by Visit Cuba
Money provokes a certain sense of confusion in Cuba as the dual-economy takes some getting used to. Two currencies circulate in Cuba: convertible pesos (CUC$) and Cuban pesos (referred to as moneda nacional, abbreviated MN). The currency situation is made more confusing since Cubans will refer to both CUCs and Moneda Nacional as Pesos.
For the average Cuban it will be obvious which they are referring to, but this may lead to confusion for tourists who consider that they are bargaining in local currency only to find that their counter-party expects payment in CUCs!
For most tourists moneda nacional has little relevance since most, if not all of their expenditure will be in CUCs. This includes accommodation, food in most restaurants, taxis, bus tickets, nightclub entrances, tips and so on.
Things, which can be paid for in local currency, include fruit and vegetables at the agricultural market, street food (such as pizza and peanuts) as well as local buses. Even at the agricultural market the prices are such that a pound of tomatoes may cost CUC 1 or 24 Cuban Pesos (i.e. the same). There are some restaurants and bars/cafes, which charge in Cuban Pesos although the quality is generally poor.
Try and avoid US dollars since you will be subject to a 10% special additional tax/commission.
The best currencies are Euros, Canadian Dollars, or Sterling since these are the most common and the exchange rates are generally quite reasonable. Bear in mind that the CUC is pegged to the US Dollar (at 1:1) so a stronger US Dollar means a stronger CUC (and hence less CUCs for your Euros/Sterling etc.). Other currencies, which are universally accepted at banks or Cadecas, include the Swiss Francs (CHF), Mexican Pesos (MXN) and Japanese Yen (JPY).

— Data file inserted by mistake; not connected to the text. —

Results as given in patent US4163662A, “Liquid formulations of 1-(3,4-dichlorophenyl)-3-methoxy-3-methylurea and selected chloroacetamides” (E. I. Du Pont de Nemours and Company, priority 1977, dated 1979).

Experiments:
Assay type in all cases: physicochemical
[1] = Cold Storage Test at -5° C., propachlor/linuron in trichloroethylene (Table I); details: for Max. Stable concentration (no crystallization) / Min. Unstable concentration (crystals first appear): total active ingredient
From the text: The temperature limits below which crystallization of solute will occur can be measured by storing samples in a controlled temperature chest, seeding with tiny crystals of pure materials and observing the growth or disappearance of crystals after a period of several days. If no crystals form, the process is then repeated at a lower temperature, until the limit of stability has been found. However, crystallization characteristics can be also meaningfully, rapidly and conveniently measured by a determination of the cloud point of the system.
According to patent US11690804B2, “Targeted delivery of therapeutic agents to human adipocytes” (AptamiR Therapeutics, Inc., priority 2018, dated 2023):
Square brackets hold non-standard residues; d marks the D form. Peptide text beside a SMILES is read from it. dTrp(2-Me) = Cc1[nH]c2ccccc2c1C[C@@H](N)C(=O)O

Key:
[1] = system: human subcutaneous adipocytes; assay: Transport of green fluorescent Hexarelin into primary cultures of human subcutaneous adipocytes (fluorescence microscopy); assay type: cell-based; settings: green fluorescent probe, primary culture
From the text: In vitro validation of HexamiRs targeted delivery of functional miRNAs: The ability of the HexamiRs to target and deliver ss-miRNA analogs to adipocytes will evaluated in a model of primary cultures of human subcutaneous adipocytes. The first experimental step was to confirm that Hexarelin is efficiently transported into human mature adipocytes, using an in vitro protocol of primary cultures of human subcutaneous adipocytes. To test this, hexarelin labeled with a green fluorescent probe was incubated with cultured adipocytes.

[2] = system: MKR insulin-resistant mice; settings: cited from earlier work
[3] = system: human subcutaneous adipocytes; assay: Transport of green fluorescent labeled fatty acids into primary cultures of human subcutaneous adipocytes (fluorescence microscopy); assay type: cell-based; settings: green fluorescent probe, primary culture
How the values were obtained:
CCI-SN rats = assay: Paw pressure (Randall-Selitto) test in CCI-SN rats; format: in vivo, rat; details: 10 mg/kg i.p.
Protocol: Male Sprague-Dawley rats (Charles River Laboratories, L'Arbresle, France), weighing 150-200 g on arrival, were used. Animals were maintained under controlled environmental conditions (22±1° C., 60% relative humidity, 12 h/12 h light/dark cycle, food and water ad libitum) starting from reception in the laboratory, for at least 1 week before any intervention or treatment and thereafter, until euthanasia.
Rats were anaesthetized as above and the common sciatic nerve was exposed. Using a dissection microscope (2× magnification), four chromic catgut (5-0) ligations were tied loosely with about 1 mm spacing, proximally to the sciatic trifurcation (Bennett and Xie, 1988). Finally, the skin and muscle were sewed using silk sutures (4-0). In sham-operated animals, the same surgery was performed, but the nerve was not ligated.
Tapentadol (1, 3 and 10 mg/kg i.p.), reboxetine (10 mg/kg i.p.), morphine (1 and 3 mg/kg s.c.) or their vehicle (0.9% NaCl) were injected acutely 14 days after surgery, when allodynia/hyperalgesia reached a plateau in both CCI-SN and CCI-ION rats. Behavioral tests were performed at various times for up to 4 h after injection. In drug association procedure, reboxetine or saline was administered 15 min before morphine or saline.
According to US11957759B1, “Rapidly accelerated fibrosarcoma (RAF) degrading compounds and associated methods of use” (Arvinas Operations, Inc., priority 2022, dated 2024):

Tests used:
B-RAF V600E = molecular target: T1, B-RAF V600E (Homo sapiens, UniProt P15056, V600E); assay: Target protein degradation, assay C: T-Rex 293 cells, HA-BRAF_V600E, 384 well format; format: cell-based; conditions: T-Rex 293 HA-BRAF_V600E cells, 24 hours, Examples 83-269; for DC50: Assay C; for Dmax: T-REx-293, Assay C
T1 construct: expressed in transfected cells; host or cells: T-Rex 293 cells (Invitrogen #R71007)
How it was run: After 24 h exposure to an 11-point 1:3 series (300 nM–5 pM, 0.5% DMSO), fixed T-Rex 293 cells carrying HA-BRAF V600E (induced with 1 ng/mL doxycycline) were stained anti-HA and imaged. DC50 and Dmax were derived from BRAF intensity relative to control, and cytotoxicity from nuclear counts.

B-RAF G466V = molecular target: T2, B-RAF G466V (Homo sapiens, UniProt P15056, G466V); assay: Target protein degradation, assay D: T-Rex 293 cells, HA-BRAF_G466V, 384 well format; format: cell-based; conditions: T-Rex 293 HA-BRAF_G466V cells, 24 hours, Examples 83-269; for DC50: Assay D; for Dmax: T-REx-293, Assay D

There is no outright commission charged on transactions in cash although the exchange rate will generally be 3% worse than you would be charged on your credit card (for which you pay a 3% processing fee) so net you receive the same CUCs for changing 100 Euros in cash or 100 Euros on your credit card.
The easiest place to change money is at a CADECA (change bureau) or at a Cuban *BFI Bank. The exchange rates in all CADECAS and all banks are identical so there is no need to shop around. Hotels often have CADECAS within their premises. If you change money at the hotel front desk you will generally receive a worse exchange rate then elsewhere.
Note: It is generally very easy to find the nearest CADECA and you should be aware that any Cuban who tries to persuade you that it is complicated or that he can provide you a better rate of exchange will probably be engaged in some sort of scam which is best avoided.
* There are 4 main banks in Cuba. BFI is the most reliable. You may be able to use other Cubans banks but these are less likely to be able to meet your needs since most operate mainly in Cuban Pesos. Always bring new bank notes, with no rips, tears or markings. All foreign coins are useless.
Make sure that you get a printed receipt when changing money
Cash is king in Cuba. Except in major hotels you should not count on paying for goods or services with a credit card anywhere in Cuba.